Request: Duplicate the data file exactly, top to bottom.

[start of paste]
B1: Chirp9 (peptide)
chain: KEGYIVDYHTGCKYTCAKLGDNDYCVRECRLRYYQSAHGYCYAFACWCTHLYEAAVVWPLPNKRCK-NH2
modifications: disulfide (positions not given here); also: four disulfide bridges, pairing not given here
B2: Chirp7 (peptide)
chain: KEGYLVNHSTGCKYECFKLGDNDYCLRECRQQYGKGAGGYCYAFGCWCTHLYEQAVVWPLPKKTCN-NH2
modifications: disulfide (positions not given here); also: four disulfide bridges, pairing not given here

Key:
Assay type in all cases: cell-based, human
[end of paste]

B1: Chirp9 (peptide)
chain: KEGYIVDYHTGCKYTCAKLGDNDYCVRECRLRYYQSAHGYCYAFACWCTHLYEAAVVWPLPNKRCK-NH2
modifications: disulfide (positions not given here); also: four disulfide bridges, pairing not given here
B2: Chirp7 (peptide)
chain: KEGYLVNHSTGCKYECFKLGDNDYCLRECRQQYGKGAGGYCYAFGCWCTHLYEQAVVWPLPKKTCN-NH2
modifications: disulfide (positions not given here); also: four disulfide bridges, pairing not given here

Key:
Assay type in all cases: cell-based, human